Dogs are affectionate animals. The one owned by O'Hearn was no excep- tion to the rule. Forced to remain with
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Hankenson's Perfect Crime 123
its master when the other canines of the party were enjoying a full day's sport, it longed for a romp. Hankenson had often played with it in times gone past. Recognizing its friend, it leaped to its feet, and, tail waving, started toward him.
Hankenson's gun was in his hand. It was this that probably caused a streak of peculiar dog reasoning to flash through the animal's brain.
"Here," he probably thought to him-
self, "is why my master has been wait- ing. Now that he's arrived, let's get started."
Seizing O'Hearn's hunting coat in his mouth, the animal leaped toward Hank- enson, the heavily loaded pockets of the coat swinging wildly.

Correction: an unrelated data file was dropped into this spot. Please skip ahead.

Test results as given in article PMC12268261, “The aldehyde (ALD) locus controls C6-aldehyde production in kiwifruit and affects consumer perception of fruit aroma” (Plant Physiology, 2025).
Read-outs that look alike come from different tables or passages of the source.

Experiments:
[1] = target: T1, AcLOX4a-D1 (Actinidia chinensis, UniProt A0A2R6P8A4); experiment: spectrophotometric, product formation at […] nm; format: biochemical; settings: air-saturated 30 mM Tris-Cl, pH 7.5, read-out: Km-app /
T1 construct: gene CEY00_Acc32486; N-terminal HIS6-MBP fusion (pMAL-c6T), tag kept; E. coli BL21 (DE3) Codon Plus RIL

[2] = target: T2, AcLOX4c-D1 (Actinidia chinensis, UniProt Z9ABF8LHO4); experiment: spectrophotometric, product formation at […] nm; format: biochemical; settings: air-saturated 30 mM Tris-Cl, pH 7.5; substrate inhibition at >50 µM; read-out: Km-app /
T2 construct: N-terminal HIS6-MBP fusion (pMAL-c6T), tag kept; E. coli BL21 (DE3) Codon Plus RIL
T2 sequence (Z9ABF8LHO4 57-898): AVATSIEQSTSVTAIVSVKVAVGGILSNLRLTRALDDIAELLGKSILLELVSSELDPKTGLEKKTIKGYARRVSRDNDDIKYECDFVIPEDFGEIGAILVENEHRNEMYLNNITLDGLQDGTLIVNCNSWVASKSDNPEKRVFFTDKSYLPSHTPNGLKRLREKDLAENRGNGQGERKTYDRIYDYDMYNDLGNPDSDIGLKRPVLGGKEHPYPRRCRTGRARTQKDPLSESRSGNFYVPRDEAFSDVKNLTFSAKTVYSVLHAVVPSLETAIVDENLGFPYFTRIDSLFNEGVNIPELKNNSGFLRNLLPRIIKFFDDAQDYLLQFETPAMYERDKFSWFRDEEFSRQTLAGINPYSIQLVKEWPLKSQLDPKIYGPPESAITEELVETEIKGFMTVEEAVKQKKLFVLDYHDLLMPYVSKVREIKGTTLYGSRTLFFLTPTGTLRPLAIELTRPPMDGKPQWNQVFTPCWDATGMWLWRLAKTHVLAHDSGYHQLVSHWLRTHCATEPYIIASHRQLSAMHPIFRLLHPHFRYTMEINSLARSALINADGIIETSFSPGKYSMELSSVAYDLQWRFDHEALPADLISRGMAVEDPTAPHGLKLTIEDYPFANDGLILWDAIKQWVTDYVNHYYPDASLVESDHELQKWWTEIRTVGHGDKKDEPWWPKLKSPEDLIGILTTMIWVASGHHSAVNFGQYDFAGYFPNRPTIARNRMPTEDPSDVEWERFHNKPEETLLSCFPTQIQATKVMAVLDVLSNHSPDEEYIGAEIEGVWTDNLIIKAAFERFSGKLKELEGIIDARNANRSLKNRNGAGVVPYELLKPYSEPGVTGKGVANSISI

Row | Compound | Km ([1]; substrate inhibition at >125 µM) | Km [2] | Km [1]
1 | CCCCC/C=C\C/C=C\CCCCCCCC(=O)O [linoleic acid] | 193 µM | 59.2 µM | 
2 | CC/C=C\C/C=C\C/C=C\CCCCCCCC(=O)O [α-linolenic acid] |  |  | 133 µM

As it fawned upon the newcomer one of the loaded pockets struck the butt of Hankenson's shotgun.
Nitro-glycerin explodes upon con- cussion !
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The New Mystery Books
By Captain Frank Cunningham
The Great Quest, by Charles Boardman Hawes.—A lukewarm tale of buried treasure, fittingly published by the Atlantic Monthly Press of Bos- ton. Which means, of course, that it is aimed at the off moments of literary middle-aged ladies and old gentlemen who never leave their arm-chairs. Neither very new nor very original. Reminiscent of Stevenson, but lacking both his style and his manner. It can't possibly offend you. Nor will it even thrill you. "Dainty" is the word that best describes it.
* * *
The Trigger of Conscience, by
Robert Orr Chipperfield.—The usual robbery and a murder. The plot is de- veloped according to the accepted standards of this sort of fiction. So I tective is unbelievably brilliant; every- one in the story is suspected at one time or another of having done the dirty deed; and there is a surprise ending. It ought to make good read- ing, but somehow it just doesn't.